When public companies need to report important news about their business, finding the best day to release it to Wall Street is crucial, especially if they want (or don’t want) investors to pay attention.
“Companies tend to rush out and share good news, and when they have bad news, they tend to push it back,” said an associate professor of accounting at MIT Sloan.
So and colleagues recently conducted a study that helps isolate the impact of timing when public companies release their earnings reports. Their findings could take on added significance as companies prepare to post first-quarter results following the biggest quarterly drop for U.S. equities since the financial crisis of 2008.
Along with an MIT Sloan professor of accounting, and Suzie Noh, a PhD candidate at the school, So created a methodology to assess the timing factor using calendar rotations, which are set changes in the timing of companies’ earnings announcements, driven by the day of the week on which a month begins.
“One of the broader academic objectives of this study was to figure out: What is the actual impact of timing? It’s pretty tricky to figure out," So said. "This is something that has been on the back burner in our minds for a long time.”
Using a sample of 19,252 firm quarters between 2004 and 2017 for several thousand U.S. public companies, the authors constructed a model that takes into account when and in what order companies announced their earnings. In doing so, they were able to measure whether there were increases in media coverage, attention from investors, and earnings announcement premiums — the tendency for a stock to rise when a company reports its results.
Across the board, the answer was a resounding yes, according to the results released in “Calendar Rotations: A New Approach for Studying the Impact of Timing using Earnings Announcements.”
“There’s an economically large premium associated with being moved earlier,” So said. “The stock returns move up around 50 basis points for those [announcements] that are moved forward versus moved back. For a lot of these companies, it’s an economically large change in their stock price.”
Boston parking restrictions spark research idea
The idea to use calendar rotations to figure out the impact of timing came from So, who lives with his wife in Boston, where residents face parking restrictions on specific days of the week. When So found himself trying to determine what dates the first and third Monday fell on and which were the second and third Thursday so that his car wouldn’t get towed, he realized that he had stumbled on a framework that he could use for earnings reports.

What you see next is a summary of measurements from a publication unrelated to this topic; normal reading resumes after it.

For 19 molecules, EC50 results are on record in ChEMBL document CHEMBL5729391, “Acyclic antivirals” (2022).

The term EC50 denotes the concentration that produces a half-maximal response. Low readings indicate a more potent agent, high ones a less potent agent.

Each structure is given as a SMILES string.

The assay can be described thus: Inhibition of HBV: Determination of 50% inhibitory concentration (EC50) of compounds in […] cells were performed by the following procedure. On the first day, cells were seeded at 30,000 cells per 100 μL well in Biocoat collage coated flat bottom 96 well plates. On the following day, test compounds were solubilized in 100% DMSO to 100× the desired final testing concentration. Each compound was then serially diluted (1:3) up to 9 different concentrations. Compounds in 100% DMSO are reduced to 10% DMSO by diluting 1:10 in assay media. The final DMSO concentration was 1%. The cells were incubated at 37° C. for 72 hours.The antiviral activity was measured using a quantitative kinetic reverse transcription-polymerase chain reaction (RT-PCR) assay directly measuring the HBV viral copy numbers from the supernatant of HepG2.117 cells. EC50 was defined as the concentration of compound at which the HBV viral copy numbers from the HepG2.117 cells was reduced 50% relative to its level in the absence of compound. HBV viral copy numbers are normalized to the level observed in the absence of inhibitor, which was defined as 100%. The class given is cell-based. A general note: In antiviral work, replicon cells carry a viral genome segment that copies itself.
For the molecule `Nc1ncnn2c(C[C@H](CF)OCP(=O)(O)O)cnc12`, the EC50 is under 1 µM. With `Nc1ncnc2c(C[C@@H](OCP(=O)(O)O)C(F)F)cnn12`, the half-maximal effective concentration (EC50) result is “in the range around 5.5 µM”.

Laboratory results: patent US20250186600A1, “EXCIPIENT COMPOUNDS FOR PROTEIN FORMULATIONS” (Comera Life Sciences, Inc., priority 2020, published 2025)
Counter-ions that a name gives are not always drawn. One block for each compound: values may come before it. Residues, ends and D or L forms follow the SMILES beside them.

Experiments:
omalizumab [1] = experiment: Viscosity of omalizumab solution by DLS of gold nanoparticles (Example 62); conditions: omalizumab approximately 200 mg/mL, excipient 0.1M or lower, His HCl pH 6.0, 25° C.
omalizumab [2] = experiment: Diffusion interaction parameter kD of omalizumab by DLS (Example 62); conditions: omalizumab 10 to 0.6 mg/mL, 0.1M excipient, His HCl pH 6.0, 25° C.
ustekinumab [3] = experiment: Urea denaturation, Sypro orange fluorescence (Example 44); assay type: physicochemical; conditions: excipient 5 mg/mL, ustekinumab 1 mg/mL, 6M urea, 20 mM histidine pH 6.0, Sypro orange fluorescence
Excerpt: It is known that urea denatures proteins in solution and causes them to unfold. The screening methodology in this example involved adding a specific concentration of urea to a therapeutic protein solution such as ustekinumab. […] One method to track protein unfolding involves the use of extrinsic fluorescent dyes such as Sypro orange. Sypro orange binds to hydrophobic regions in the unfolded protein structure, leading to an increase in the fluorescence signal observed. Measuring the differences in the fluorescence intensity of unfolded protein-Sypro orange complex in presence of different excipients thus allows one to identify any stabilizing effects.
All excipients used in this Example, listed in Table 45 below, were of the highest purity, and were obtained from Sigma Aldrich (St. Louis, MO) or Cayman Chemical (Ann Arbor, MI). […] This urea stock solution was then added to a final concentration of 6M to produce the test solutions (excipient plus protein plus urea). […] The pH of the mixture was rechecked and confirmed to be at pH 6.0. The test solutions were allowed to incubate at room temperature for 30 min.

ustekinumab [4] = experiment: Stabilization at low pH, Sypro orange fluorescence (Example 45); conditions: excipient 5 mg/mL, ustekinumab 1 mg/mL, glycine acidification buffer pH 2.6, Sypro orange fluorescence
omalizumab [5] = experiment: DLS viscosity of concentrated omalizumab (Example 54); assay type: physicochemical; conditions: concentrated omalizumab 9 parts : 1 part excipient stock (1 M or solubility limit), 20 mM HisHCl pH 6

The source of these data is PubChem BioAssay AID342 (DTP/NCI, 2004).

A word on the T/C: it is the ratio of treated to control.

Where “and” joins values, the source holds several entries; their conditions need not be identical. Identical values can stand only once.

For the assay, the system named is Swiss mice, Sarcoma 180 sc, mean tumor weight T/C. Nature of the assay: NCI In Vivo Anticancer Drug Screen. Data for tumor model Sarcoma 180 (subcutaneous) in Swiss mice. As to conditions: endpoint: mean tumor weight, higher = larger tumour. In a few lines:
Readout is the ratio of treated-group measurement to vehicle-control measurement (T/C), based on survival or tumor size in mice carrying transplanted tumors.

“When I thought about how much effort went into figuring out which one of these would come first and noticing that the ordering of which side of the street we could park on depended on when the calendar month began, it occurs somewhat randomly, which was really intriguing from the perspective of a researcher,” So said.
More than a third of all public companies comply with this similar pattern of fixed rotations when releasing earnings, So said, which provided a strong sample for the researchers to pull from.
Verdi attributed a preference for a set schedule to the cost and hassle involved with changing an earnings release date. Most companies stick to a set schedule that “investors are prepared to follow, the media is prepared to follow, and the management team is prepared to follow,” Verdi said. “When you change [a date], you’re shocking everybody, and there are costs involved if you reschedule.”
Media favors companies that report early
An advance in an average company’s reporting order by one standard deviation can cause a 7% to 8% increase in media coverage.
One of the most important findings of the authors’ research was that companies whose earnings announcements are moved forward by a calendar rotation usually receive more media coverage.
Using newspaper and newswire coverage from RavenPack News Analytics Dow Jones Edition (which collects news from Dow Jones Newswires, Barron’s, MarketWatch and regional editions of The Wall Street Journal), the authors found that an advance in an average company’s reporting order by one standard deviation can cause a 7% to 8% increase in media coverage.
So and Verdi believe this is because earlier earnings potentially contain novel news about the general state of the economy or the industry a company operates in.
“Firms are often correlated economically,” So said. “The earnings of Pepsi are probably relevant and informative for the earnings of Coke. If Coke were to move earlier, when Coke announced their earnings, it would take away a lot of the novelty of Pepsi's announcement, because we kind of know what they're going to say.”
A bump in trading volume
Results from the study showed that a company’s stock is more frequently traded when its earnings announcement is moved forward by a calendar rotation; on the flipside, it’s less frequently traded when delayed.
“When companies get a lot of attention, their prices tend to become pushed artificially high,” So said of the increase in earnings announcement premia. “When a company announces earnings and there's a lot of attention, the prices tend to predictively rise around the announcements, and then eventually revert back to normal levels.”
The authors estimated that stock returns rise around 50 basis points for those companies that are moved forward in the queue versus moved back. “For a lot of these companies, it’s an economically large change in their stock price,” said So, who estimated that it takes around 60 trading days to reverse the gains. “A significant portion of the earnings announcement premium seems to be driven by variation in attention. Timing plays such an important role in driving this economically large phenomenon.”